By Hillel Aron
By Joseph Tsidulko
By Patrick Range McDonald
By David Futch
By Hillel Aron
By Dennis Romero
By Jill Stewart
By Dennis Romero
Photo by Jenafer Gillingham
On a warm spring morning at the height of last year’s gubernatorial primary contests, Gray Davis, Jane Harmon, Al Checchi and Dan Lungren did something they’d never done before: fought for the Latino vote.
The three Democrats and lone Republican squirmed when asked about their positions on immigration, tripped over themselves pledging to improve public schools, and dipped into their not-so-recent past to find legislation they hoped would score points with Latino voters. It was the state’s first bilingual debate.
Standing just a few feet from the stage where reporters from the city’s Spanish-language media quizzed the candidates, a slender woman in a red blazer and blue skirt quietly smiled and shook hands with well-wishers. As associate publisher of La OpiniÃ³n, Monica Lozano was basking in her stature as the sponsor of a precedent-setting event. But the moment was clouded by an unsettling showdown with the paper’s majority shareholder.
"I got a call 40 minutes before the debate from the people at the Los Angeles Times, and they said to me, ‘Monica, you’ve got 40 minutes to decide.’" Sitting in a 12th-floor office at a glass table next to her brother Jose, Lozano appears much younger than her 42 years. She speaks, however, with the candor and confidence of a seasoned public figure.
As Lozano recounts it, the caller from the Timesinformed her that the paper was planning to hold its own, separate debate, "‘and we’d like to say that a transcript will run in Spanish in our sister publication, La OpiniÃ³n.’" Despite her steady composure, Lozano’s indignation is apparent. "When we went to ask them if we could participate in the planning, they said, ‘No, you can’t participate in the planning.’ We said, ‘Well, can we ask some questions?’ And they said no. We said, ‘Well, can we co-sponsor the event?’ And they said, ‘No, this is an L.A. Timesevent. You can take what we want to do and run it in your newspaper if you want.’ So at that point we just said no thanks."
The state’s Latino community is enjoying newfound political and economic power, and the Spanish-language media are surging as well: KMEX Channel 34’s newscasts consistently pull in top ratings, and KLVE 107.5 AM’s pop Spanish format garners leading numbers. But like its English-language print counterparts, La OpiniÃ³n is struggling to keep pace. The granddaddy of America’s Spanish-language press suffers from a stodgy image, inroads by other media, and stagnant readership — circulation has remained stuck at 105,000 for more than six years. In addition, the paper must overcome a troubled relationship with its giant English-language partner.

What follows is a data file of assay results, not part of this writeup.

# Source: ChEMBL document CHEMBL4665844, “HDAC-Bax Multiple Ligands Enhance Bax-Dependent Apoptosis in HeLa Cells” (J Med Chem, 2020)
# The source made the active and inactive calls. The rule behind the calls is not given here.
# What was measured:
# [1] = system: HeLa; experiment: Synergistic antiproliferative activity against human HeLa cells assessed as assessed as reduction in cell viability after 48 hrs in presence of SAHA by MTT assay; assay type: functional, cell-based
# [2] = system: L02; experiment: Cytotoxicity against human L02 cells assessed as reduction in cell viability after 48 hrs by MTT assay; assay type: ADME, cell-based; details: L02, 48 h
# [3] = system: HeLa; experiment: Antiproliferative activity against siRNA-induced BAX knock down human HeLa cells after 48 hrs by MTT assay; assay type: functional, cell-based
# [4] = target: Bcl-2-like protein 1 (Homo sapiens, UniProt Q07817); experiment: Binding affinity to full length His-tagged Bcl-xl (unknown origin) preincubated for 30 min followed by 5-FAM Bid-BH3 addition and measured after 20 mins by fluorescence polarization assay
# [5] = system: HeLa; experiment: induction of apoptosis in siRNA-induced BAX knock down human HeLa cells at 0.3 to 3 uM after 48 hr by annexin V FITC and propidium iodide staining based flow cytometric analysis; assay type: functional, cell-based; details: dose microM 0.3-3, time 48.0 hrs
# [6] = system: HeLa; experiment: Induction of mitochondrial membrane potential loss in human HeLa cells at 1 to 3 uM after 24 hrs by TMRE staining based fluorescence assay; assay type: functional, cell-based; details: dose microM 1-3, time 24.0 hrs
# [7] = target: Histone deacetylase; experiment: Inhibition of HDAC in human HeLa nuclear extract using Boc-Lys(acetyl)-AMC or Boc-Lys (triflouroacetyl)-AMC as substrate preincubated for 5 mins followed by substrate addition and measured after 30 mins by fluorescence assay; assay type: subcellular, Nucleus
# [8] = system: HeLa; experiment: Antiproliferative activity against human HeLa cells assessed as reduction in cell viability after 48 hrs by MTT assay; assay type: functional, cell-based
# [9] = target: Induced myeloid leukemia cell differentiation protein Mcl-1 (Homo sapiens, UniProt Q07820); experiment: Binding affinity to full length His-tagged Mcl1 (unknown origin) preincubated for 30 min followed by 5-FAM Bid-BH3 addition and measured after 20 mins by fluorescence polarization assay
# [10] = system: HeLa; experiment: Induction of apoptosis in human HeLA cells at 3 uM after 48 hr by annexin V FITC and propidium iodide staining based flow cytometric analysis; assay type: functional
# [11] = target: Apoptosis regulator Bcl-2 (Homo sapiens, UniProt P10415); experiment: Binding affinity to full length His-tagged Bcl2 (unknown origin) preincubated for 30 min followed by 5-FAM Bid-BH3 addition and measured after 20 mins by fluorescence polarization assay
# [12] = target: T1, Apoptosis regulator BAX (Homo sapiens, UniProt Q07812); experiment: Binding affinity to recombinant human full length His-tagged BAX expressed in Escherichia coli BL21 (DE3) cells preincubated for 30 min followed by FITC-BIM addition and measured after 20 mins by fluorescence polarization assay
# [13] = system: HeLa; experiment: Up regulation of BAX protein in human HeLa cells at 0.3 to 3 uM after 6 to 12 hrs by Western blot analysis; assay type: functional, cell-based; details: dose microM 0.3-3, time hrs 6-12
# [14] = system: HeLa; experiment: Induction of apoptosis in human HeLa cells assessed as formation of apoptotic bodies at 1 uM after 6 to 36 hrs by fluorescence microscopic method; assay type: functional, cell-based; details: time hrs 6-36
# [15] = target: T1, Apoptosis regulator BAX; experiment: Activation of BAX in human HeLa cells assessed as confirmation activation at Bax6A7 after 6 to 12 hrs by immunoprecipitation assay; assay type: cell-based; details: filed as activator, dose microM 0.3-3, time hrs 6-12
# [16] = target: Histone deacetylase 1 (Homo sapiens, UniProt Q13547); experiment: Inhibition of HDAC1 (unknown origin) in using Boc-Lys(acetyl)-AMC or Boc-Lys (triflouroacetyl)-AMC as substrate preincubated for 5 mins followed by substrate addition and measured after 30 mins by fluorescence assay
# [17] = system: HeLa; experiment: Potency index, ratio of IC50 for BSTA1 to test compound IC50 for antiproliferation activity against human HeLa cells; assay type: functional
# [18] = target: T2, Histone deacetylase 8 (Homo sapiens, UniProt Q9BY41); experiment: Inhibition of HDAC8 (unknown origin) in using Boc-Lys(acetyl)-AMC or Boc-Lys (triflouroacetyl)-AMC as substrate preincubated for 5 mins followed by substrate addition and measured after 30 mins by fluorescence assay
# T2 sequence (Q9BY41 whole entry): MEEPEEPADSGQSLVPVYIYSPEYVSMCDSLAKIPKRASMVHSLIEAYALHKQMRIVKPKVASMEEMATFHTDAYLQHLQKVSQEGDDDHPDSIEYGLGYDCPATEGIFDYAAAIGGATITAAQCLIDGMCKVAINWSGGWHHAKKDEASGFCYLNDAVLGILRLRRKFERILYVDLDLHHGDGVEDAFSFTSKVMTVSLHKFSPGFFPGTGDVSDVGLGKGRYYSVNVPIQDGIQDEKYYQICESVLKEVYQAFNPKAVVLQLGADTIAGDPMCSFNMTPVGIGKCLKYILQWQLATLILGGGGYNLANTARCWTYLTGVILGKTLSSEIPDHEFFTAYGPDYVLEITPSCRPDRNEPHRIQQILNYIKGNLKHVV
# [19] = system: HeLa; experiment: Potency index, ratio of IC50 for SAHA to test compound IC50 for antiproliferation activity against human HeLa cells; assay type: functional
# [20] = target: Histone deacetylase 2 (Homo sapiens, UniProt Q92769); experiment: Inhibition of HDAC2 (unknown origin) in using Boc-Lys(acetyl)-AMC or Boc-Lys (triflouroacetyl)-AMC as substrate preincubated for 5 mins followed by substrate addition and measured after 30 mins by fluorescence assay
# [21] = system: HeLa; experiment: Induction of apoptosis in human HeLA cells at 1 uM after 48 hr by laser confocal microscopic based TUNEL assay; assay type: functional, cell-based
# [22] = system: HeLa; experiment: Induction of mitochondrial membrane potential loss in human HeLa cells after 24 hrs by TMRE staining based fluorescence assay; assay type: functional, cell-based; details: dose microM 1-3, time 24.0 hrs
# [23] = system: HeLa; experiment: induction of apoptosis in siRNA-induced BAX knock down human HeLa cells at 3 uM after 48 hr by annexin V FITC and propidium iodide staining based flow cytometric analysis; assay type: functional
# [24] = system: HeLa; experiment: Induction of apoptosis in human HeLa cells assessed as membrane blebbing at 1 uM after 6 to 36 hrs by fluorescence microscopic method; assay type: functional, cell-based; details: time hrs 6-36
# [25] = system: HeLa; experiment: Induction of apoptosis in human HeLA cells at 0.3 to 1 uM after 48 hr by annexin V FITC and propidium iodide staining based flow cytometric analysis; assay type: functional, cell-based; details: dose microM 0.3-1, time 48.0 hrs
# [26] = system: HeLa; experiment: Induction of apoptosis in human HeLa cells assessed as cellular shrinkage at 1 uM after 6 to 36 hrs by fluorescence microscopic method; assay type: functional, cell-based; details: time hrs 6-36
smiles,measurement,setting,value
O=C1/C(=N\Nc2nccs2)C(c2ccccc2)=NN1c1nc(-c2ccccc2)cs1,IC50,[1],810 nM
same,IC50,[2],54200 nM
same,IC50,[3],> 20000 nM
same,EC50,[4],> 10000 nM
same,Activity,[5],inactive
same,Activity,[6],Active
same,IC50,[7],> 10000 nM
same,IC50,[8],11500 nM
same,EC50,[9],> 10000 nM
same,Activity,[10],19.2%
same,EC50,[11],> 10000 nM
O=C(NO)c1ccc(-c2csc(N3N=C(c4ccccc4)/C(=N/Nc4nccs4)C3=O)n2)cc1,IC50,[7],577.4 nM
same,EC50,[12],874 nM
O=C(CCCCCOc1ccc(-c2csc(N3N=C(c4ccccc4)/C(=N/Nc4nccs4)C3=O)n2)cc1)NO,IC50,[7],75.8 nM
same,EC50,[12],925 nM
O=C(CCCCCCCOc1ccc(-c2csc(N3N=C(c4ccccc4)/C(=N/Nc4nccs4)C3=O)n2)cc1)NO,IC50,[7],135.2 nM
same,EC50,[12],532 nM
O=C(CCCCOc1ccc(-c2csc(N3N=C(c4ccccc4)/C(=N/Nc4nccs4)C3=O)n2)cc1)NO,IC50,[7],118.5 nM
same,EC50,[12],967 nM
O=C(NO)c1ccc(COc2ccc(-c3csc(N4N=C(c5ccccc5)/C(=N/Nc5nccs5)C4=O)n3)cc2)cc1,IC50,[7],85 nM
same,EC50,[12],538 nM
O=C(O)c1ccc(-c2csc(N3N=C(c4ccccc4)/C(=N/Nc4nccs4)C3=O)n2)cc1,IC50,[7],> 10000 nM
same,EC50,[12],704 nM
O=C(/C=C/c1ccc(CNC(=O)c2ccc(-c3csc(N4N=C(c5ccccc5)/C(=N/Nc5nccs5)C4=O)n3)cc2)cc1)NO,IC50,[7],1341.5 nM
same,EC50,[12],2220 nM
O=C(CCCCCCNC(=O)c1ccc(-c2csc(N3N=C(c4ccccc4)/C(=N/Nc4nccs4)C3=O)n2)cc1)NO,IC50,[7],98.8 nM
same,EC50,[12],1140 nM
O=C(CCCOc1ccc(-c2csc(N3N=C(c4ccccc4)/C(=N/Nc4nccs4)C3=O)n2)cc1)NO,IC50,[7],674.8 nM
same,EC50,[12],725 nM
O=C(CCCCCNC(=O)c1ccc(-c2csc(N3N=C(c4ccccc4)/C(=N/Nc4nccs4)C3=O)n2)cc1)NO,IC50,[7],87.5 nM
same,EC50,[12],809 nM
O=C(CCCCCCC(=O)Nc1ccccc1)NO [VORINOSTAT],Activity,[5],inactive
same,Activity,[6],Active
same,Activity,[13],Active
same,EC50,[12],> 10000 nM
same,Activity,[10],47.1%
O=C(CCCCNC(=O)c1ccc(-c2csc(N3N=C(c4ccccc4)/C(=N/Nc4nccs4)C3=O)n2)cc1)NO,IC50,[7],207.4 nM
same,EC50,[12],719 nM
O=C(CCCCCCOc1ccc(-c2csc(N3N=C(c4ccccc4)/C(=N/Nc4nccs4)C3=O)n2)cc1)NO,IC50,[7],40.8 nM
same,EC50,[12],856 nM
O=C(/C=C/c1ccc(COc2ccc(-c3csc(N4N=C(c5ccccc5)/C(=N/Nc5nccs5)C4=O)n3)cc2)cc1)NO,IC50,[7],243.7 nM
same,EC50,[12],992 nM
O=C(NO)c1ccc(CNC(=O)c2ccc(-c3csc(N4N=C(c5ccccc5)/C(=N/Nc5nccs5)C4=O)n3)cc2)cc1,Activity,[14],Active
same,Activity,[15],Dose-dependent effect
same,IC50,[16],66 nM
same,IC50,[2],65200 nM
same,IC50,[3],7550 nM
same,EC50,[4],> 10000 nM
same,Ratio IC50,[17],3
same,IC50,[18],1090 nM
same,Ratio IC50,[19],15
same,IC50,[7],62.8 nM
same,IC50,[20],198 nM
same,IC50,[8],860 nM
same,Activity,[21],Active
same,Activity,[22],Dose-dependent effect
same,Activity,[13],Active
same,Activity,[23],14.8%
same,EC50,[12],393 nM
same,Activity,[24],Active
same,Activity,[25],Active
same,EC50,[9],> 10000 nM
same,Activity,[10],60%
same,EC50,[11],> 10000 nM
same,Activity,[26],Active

And there’s no time to lose. The city’s immigrant population is rapidly assimilating and rapidly acquiring English, meaning that La OpiniÃ³nis gradually losing its lock on a captive audience of as many as 2 million monolingual readers. As Latino L.A. comes of age, La OpiniÃ³nmust as well.La OpiniÃ³nrolled out its first edition on September 16, 1926, the brainchild of Ignacio E. Lozano Sr. Nearly 73 years later, the history of the paper remains in large part the story of the Lozano family.
Ignacio Lozano was one of the Mexican elite who fled their homeland at the first signs of revolution. He’d already tasted success in San Antonio, Texas, where in 1913 he founded La Prensa, a weekly paper. Two years later it became a daily, drawing a solid readership by publishing exiled conservative Mexican intellectuals. By the time he arrived in Los Angeles, Lozano understood that the city’s growing Mexican community was eager to learn of events back home. By the end of 1926, La OpiniÃ³nwas a full-size daily with a circulation of 9,000.
For the next two decades, Lozano continued publishing Spanish-language papers in two cities. But by 1948 he decided to turn the day-to-day management of La OpiniÃ³nover to his son, Ignacio Lozano Jr., known to friends and employees as Nacho. Like his father, Nacho maintained the newspaper’s gray, conservative tone. And despite the wave of progressive politics that broke in the 1960s and 1970s, including the Chicano movement, the paper’s editorials seemed to ignore demands for social change. A Republican, Nacho moved the family to Lido Isle, a yachting enclave adjacent to Newport Beach, where he played golf, collected art, and sat on some of the state’s most prestigious corporate boards, including Disney and the Bank of America. Avuncular, with a round face and wire-rim glasses, Nacho eventually left the newspaper in 1976 to serve as the U.S. ambassador to El Salvador.
By 1975, a third generation of Lozanos took the helm at La OpiniÃ³n, led by Leticia Lozano, who worked as co-publisher and editor for nearly a decade until she married and moved to Italy. When younger brother Jose was appointed co-publisher in 1976, the pair faced a problem: The paper’s circulation was stuck at under 20,000. Convinced they needed to shake up a complacent newsroom, the Lozanos turned to Armando Guerra, a Mexican journalist who left Mexico City after the 1968 student uprising. Guerra worked briefly at La OpiniÃ³n, then left the paper to join a new Spanish-language television station, KMEX.